The MetaFont dialog (obviously the name is a rip-off of Knuth's work) will try to find important features of a font and a character and allow you to modify them. It does not read TeX .mf files. The features searched for are:
The results will probably always need to be examined and fixed up by the human eye, but they may provide a help in changing a font's attributes. At the moment the command is pretty primitive.
It "works" best on sans serif, non-Oblique fonts.
Bold fonts have thicker stems and are slightly more extended than normal fonts. In Knuth's Computers & Typesetting, the bold fonts have a stem width that is approximately 1.6 (1.68(at 12pt)-1.5(at 5pt)) times the stem width of the normal font. This is very similar to the 1.75 suggested by Microsoft's ratio of 700/400 (700 being the numeric weight of a bold font, and 400 being the numeric weight of a normal font).
In Knuth's Computer Modern Bold Extended Roman, the "m" character is extended to 1.15 times the width of the "m" in Computer Modern Roman, and the x-height is 1.03 times higher.
|Font||Ratio of Bold/Regular Stems||Ratio of DemiBold/Regular||Expansion||Bold serif height/Regular serif||Bold serif width/regular|
|Times New Roman||1.7||1||.98|
|Computer Modern Roman||1.68(at 12pt) - 1.5(at 5pt)||1.15|
At first glance this does not seem like much of a transformation, after all postscript and truetype fonts can be drawn at any pointsize. But traditionally, as the point-size decreases the boldness (thickness of the stems) increases slightly, the counters and side bearings also change. For metal type there were generally three drawings for a character in a given font, one for pointsizes less than 10, one for pointsizes 10,11 and 12, and one for display sizes (above 12). Most computer vector fonts do not show this change, while Knuth's Computer Modern fonts have a continuum:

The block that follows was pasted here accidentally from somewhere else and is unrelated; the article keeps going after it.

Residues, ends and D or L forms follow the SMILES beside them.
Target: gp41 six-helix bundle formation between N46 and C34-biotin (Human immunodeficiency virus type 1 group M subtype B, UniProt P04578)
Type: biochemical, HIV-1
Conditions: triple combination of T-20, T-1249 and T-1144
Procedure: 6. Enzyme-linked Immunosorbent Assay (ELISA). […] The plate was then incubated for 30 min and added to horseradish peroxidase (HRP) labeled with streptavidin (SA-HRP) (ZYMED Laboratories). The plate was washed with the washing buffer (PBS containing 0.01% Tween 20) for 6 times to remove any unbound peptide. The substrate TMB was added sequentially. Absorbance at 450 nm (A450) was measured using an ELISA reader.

|17pt||12pt||10pt||9pt||8pt||7pt||6pt||5pt||(12pt compared to cmr 12pt)|
|cmr||83%||100%||109%||116%||120%||124%||130%||139%||Computer Modern Roman||100%|
|cmti||100%||106%||112%||115%||122%||Computer Modern Text Italic||94%|
|cmbx||100%||105%||108%||112%||117%||120%||123%||Computer Modern Bold Extended||170%|
|cmtt||100%||109%||116%||120%||Computer Modern Typewriter||100%|
|cmss||99%||100%||102%||109%||113%||Computer Modern Sans Serif||120%|
To the left is an example of the same word (taken from a font specimine sheet) printed at 3 different point sizes (8,12 and 24) and then scaled up to the same size. The most obvious difference is that the characters are proportionally wider at the smaller pointsizes. It is less apparent that the stems of the letters are different:
|stem of the "n" (compared to 12pt)||89%||100%||117%|
|counter of the "n" (compared to 12pt)||104%||100%||89%|
|width of "originality" (compared to 12pt)||93%||100%||104%|
A SmallCaps font is made by scaling the capital letters to the x-height (so that they are the same height as lower case letters without ascendors) and then adjusting the stem widths so that they too will match stem widths of the lower case.
The Italic transformation contains at least four parts: A change in the letterforms of the lowercase letters, a skew, and a condensation and a narrowing of the vertical stems..
|Italic Angle||Condensation||Stem width change|
|Computer Modern Text Italic||14º||91%||94%|
|Times New Roman||16º||100%||91%|
Letterform changes in Galliard:
Letterform changes in
(These glyphs have been deskewed to display the shape transformation better.)
(These glyphs are also deskewed.)
This is not a complete list, but it shows most of the salient features of such a transformation.
The Oblique transformation is a simple skew,
|Computer Modern Slanted Sans Serif||9.5º|
|Arial Italic (actually an oblique)||12º|
|Adobe Helvetica Oblique||12º|
In these two transformations the stem width is held constant but the horizontal counter sizes and side bearings are increased (or decreased for condensed).